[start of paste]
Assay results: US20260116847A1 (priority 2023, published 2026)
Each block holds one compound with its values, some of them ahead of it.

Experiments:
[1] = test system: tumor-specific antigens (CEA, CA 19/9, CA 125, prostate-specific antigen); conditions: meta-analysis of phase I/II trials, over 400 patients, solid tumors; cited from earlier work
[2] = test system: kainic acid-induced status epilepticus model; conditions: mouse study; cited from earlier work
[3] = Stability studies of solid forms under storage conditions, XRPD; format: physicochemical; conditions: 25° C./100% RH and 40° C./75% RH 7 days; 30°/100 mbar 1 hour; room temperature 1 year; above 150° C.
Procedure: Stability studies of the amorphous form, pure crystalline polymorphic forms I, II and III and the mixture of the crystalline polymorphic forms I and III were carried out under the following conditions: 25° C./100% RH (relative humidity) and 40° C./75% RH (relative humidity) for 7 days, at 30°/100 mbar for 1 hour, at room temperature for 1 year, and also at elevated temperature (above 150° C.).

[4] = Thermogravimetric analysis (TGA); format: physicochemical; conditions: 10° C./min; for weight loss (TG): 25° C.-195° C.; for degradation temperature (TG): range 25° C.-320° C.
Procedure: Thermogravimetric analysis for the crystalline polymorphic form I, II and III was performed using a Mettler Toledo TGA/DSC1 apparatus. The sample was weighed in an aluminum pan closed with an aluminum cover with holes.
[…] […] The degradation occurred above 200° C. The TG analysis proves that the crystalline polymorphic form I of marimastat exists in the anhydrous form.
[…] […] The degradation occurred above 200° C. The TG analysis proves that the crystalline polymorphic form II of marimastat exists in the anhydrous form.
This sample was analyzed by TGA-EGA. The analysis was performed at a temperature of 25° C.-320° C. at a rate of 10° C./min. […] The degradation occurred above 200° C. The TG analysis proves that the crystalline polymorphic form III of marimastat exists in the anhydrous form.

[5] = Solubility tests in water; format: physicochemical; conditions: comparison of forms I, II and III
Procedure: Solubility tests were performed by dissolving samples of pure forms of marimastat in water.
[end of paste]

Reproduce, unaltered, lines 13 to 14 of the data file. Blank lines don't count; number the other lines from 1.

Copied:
[5] = Solubility tests in water; format: physicochemical; conditions: comparison of forms I, II and III
Procedure: Solubility tests were performed by dissolving samples of pure forms of marimastat in water.